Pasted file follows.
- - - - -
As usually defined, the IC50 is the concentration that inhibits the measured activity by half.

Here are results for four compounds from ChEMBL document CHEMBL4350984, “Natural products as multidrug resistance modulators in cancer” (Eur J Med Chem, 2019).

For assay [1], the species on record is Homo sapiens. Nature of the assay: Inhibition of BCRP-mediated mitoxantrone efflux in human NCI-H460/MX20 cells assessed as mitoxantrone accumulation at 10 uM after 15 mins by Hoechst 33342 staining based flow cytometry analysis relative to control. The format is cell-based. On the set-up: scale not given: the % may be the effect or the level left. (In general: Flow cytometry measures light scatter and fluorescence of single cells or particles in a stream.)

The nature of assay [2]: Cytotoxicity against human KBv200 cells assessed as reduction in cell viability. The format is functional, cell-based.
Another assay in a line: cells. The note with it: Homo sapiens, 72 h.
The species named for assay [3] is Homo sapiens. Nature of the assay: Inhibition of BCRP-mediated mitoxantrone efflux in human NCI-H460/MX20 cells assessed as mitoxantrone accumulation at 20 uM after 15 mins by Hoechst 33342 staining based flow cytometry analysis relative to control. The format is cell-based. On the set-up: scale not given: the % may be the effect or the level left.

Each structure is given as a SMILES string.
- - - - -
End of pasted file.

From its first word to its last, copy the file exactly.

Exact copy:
As usually defined, the IC50 is the concentration that inhibits the measured activity by half.

Here are results for four compounds from ChEMBL document CHEMBL4350984, “Natural products as multidrug resistance modulators in cancer” (Eur J Med Chem, 2019).

For assay [1], the species on record is Homo sapiens. Nature of the assay: Inhibition of BCRP-mediated mitoxantrone efflux in human NCI-H460/MX20 cells assessed as mitoxantrone accumulation at 10 uM after 15 mins by Hoechst 33342 staining based flow cytometry analysis relative to control. The format is cell-based. On the set-up: scale not given: the % may be the effect or the level left. (In general: Flow cytometry measures light scatter and fluorescence of single cells or particles in a stream.)

The nature of assay [2]: Cytotoxicity against human KBv200 cells assessed as reduction in cell viability. The format is functional, cell-based.
Another assay in a line: cells. The note with it: Homo sapiens, 72 h.
The species named for assay [3] is Homo sapiens. Nature of the assay: Inhibition of BCRP-mediated mitoxantrone efflux in human NCI-H460/MX20 cells assessed as mitoxantrone accumulation at 20 uM after 15 mins by Hoechst 33342 staining based flow cytometry analysis relative to control. The format is cell-based. On the set-up: scale not given: the % may be the effect or the level left.

Each structure is given as a SMILES string.